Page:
MONTREAL, Sept. 29, 2011 /CNW Telbec/ - The Directors General of the 12
Montreal-area CEGEPs that comprise the Regroupement des collèges du
Montréal Métropolitain (RCMM) wish to express their deep concern about
the consequences resulting from additional budgetary compressions
proposed by the Treasury Board. Such cuts would seriously compromise
the quality of services offered to students as well as have a negative
impact on educational institutions' ability to adequately respond to
the needs of the greater metropolitan community.
"The challenges for Montreal CEGEPs are numerous and well-documented,"
said Richard Filion, RCMM Chairperson and the Director General of
Dawson College. "Among the challenges we have faced in the past few
years: the training of future employees to fill the growing need for
skilled labour, student success and perseverance, integration of
immigrants into the economy of the city and the province, growing
productivity in increasingly globalized and competitive markets,
re-training and certification of adults in economic sectors in high
demand; the waves of budgetary cuts that have been forced upon
educational networks seriously hamper our action plans and thwart the
collective efforts we are trying to make to offset a precarious
Montreal CEGEPs, along with their counterparts throughout the college
network, are being subjected to a second round of budgetary
compressions in the amount of $30 million, this in addition to the
amount that was imposed last May during the annual budget allocation by
the Ministère de l'Éducation, du Loisir et du Sport (MELS). Ministry
officials had decreed that these successive cuts should not in any way
affect services offered to students.
"This approach is inopportune," Mr. Filion said. "For colleges to make
these cuts, it would be impossible not to affect services to students.
It is regrettable that the Quebec government is holding so steadfastly
to its deadline of 2013-2014 to balance the budget that it is exerting
undue pressure on public services and compromises the government's
ability to provide adequate resources to support the two chief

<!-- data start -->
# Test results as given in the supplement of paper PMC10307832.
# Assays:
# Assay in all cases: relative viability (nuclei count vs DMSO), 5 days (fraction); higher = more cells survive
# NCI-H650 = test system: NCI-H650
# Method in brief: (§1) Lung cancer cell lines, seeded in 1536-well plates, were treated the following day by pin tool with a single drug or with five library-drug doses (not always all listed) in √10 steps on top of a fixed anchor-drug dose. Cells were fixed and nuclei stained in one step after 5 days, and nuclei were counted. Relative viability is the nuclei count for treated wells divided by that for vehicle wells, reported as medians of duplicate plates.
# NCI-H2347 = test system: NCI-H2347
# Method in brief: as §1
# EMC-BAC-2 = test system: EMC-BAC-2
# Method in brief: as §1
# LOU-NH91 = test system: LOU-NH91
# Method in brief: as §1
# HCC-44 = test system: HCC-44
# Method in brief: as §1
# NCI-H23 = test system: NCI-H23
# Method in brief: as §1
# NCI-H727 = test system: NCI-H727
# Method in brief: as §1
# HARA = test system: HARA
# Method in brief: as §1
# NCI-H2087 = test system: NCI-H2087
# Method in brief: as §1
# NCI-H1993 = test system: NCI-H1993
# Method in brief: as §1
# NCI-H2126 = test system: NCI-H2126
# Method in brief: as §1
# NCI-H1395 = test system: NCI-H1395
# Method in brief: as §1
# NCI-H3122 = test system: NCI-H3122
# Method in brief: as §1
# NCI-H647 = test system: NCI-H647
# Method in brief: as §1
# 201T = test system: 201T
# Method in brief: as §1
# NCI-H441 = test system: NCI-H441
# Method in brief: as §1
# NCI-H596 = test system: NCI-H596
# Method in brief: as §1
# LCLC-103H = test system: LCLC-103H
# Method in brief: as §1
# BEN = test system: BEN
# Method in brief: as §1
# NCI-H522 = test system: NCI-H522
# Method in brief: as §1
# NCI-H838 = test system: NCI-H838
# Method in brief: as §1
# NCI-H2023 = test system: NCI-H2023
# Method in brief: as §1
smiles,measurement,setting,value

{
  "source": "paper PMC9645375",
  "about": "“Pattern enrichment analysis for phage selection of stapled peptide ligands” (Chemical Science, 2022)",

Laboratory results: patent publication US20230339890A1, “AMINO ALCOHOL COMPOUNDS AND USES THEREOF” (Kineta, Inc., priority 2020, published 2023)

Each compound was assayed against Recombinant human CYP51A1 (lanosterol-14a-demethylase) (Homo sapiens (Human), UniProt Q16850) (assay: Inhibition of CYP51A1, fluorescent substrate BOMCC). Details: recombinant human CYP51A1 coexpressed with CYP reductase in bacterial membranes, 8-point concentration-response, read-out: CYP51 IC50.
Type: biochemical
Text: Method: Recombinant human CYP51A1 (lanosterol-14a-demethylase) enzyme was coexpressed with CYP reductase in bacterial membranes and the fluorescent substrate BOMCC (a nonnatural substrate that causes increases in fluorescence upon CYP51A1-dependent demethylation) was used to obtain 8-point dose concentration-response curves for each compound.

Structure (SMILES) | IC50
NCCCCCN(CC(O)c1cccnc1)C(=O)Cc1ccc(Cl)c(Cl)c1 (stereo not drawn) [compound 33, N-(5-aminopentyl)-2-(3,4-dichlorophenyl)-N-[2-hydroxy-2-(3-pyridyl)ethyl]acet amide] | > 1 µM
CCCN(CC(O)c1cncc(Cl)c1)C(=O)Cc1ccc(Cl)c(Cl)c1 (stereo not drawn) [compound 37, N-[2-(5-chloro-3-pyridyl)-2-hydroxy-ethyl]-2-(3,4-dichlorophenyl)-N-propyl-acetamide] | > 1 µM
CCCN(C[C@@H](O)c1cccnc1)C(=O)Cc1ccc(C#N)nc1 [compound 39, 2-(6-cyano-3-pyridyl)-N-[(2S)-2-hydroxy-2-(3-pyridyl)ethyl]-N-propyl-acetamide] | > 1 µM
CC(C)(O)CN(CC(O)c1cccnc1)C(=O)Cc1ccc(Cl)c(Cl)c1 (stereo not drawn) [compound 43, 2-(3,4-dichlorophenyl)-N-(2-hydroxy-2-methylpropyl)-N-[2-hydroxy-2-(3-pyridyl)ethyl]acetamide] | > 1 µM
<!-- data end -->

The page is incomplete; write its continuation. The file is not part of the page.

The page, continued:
priorities it has stated in recent years: health and education."
The idea that these budgetary compressions may be achieved by tapping
into college surpluses is unrealistic; the majority of educational
institutions that have a surplus have earmarked these funds to maintain
and enhance services to students.
"Each Director General of a CEGEP looks to these funds to plan ahead in
responding to future needs," Mr. Filion said. "It is our mandate as
responsible and prudent administrators to guard against unexpected
events and to prepare the ground by determining how best to deal with
"Each college in the RCMM could cite a number of examples to show how
surpluses are being used, rationally and responsibly, to improve the
quality of services offered to students, whether it is for the purchase
of specialty equipment in a program, the modernization of a science
laboratory, the bringing to standard for health and safety on equipment
available to students, the renovation of sanitary facilities, the
restoration of a swimming pool, etc."
These cuts are being imposed just as the need for qualified training at
the CEGEP level is gaining ground. "These cuts are taking place as
student populations in Montreal CEGEPs are reaching their peak," said
Paul-Émile Bourque, the Director General of Cégep Saint-Laurent.
"What's more, the increase in students from diverse ethnic backgrounds
and the growing proportion of students with learning disabilities pose
daily challenges that require even more resources".
"We are disconcerted by the approach recommended by the Treasury Board
and by the Premier of Quebec, who stated just last February in his
inaugural address to the National Assembly that education was his top
priority," Mr. Filion continued.
"We are well aware of the present economic situation, and we do not aim
to undermine recovery. We are simply asking the Quebec government not
to clip the wings of a college network that is so vital in meeting the
challenges this economic recovery presents and in contributing to the
prosperity of the city and the province."
The Regroupement des collèges du Montréal métropolitain (RCMM) is the
organization that regroups the 12 Montreal island CEGEPS for the
purpose of representation, alliance and planning of college education.
The RCMM is the body through which Montreal island colleges ensure that
they receive the best response to their needs and that their concerns
are addressed in the context of their role within the Montreal region
in the area of student success for the young and not-so-young, quality
of training for the workforce and integration of immigrants.
SOURCE Regroupement des collèges du Montréal Métropolitain (RCMM)
For further information:
Dominique Rouette, RCMM